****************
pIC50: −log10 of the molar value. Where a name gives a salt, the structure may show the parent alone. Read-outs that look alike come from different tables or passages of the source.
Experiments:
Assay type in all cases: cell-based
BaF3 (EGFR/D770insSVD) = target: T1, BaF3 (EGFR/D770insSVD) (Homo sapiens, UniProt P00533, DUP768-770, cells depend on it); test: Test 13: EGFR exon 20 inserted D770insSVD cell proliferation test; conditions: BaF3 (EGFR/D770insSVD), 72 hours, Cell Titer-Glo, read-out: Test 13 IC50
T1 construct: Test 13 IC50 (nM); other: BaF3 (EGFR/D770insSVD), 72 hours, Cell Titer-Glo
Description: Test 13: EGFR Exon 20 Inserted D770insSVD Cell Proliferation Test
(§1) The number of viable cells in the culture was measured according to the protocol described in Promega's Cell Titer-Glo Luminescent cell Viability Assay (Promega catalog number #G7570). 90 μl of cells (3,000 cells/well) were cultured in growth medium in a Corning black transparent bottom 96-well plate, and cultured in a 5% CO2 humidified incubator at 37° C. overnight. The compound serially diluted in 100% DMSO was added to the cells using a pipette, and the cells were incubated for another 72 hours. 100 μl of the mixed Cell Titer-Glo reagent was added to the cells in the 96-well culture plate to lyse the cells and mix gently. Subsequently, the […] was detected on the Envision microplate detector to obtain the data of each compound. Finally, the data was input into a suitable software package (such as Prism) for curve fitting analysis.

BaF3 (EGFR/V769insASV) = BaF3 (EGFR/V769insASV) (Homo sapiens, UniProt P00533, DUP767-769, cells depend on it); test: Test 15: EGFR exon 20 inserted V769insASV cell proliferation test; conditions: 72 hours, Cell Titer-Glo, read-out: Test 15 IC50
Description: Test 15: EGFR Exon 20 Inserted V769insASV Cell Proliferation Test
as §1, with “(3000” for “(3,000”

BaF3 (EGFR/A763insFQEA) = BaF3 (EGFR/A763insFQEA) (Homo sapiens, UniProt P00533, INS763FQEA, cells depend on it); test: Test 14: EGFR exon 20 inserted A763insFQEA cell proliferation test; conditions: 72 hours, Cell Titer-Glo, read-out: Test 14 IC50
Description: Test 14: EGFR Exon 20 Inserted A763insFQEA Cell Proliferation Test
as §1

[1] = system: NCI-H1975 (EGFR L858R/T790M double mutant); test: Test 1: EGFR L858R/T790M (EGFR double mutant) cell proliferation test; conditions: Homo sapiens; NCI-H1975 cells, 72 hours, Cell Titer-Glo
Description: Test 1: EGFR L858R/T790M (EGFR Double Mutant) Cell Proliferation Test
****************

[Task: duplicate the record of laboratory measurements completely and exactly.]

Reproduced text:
pIC50: −log10 of the molar value. Where a name gives a salt, the structure may show the parent alone. Read-outs that look alike come from different tables or passages of the source.
Experiments:
Assay type in all cases: cell-based
BaF3 (EGFR/D770insSVD) = target: T1, BaF3 (EGFR/D770insSVD) (Homo sapiens, UniProt P00533, DUP768-770, cells depend on it); test: Test 13: EGFR exon 20 inserted D770insSVD cell proliferation test; conditions: BaF3 (EGFR/D770insSVD), 72 hours, Cell Titer-Glo, read-out: Test 13 IC50
T1 construct: Test 13 IC50 (nM); other: BaF3 (EGFR/D770insSVD), 72 hours, Cell Titer-Glo
Description: Test 13: EGFR Exon 20 Inserted D770insSVD Cell Proliferation Test
(§1) The number of viable cells in the culture was measured according to the protocol described in Promega's Cell Titer-Glo Luminescent cell Viability Assay (Promega catalog number #G7570). 90 μl of cells (3,000 cells/well) were cultured in growth medium in a Corning black transparent bottom 96-well plate, and cultured in a 5% CO2 humidified incubator at 37° C. overnight. The compound serially diluted in 100% DMSO was added to the cells using a pipette, and the cells were incubated for another 72 hours. 100 μl of the mixed Cell Titer-Glo reagent was added to the cells in the 96-well culture plate to lyse the cells and mix gently. Subsequently, the […] was detected on the Envision microplate detector to obtain the data of each compound. Finally, the data was input into a suitable software package (such as Prism) for curve fitting analysis.

BaF3 (EGFR/V769insASV) = BaF3 (EGFR/V769insASV) (Homo sapiens, UniProt P00533, DUP767-769, cells depend on it); test: Test 15: EGFR exon 20 inserted V769insASV cell proliferation test; conditions: 72 hours, Cell Titer-Glo, read-out: Test 15 IC50
Description: Test 15: EGFR Exon 20 Inserted V769insASV Cell Proliferation Test
as §1, with “(3000” for “(3,000”

BaF3 (EGFR/A763insFQEA) = BaF3 (EGFR/A763insFQEA) (Homo sapiens, UniProt P00533, INS763FQEA, cells depend on it); test: Test 14: EGFR exon 20 inserted A763insFQEA cell proliferation test; conditions: 72 hours, Cell Titer-Glo, read-out: Test 14 IC50
Description: Test 14: EGFR Exon 20 Inserted A763insFQEA Cell Proliferation Test
as §1

[1] = system: NCI-H1975 (EGFR L858R/T790M double mutant); test: Test 1: EGFR L858R/T790M (EGFR double mutant) cell proliferation test; conditions: Homo sapiens; NCI-H1975 cells, 72 hours, Cell Titer-Glo
Description: Test 1: EGFR L858R/T790M (EGFR Double Mutant) Cell Proliferation Test